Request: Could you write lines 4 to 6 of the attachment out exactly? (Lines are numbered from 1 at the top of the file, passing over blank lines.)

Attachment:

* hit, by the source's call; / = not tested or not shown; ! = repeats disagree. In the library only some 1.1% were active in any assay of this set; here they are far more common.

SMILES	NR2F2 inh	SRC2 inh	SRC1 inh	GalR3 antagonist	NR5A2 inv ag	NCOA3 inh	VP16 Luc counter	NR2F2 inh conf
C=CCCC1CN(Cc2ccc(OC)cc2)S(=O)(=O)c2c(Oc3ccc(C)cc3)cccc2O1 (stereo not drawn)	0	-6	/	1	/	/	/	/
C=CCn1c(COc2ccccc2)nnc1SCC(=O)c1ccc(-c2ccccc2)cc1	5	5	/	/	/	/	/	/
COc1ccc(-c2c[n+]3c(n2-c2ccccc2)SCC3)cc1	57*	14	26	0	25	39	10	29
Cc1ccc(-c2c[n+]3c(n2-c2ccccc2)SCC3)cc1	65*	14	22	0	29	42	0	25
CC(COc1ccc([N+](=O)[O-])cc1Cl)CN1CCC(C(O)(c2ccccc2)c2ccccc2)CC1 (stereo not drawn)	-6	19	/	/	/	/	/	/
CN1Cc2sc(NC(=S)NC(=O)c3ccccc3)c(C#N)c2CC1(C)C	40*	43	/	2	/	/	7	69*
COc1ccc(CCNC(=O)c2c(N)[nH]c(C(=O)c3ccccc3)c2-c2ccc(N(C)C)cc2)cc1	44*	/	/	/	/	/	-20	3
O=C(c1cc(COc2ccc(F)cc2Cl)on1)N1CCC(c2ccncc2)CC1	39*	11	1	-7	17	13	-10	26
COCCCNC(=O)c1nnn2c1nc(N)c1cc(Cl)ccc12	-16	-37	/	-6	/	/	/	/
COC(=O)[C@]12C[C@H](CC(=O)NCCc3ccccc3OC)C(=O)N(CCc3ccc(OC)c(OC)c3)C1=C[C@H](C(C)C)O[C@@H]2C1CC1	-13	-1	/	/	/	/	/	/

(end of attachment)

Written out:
C=CCn1c(COc2ccccc2)nnc1SCC(=O)c1ccc(-c2ccccc2)cc1	5	5	/	/	/	/	/	/
COc1ccc(-c2c[n+]3c(n2-c2ccccc2)SCC3)cc1	57*	14	26	0	25	39	10	29
Cc1ccc(-c2c[n+]3c(n2-c2ccccc2)SCC3)cc1	65*	14	22	0	29	42	0	25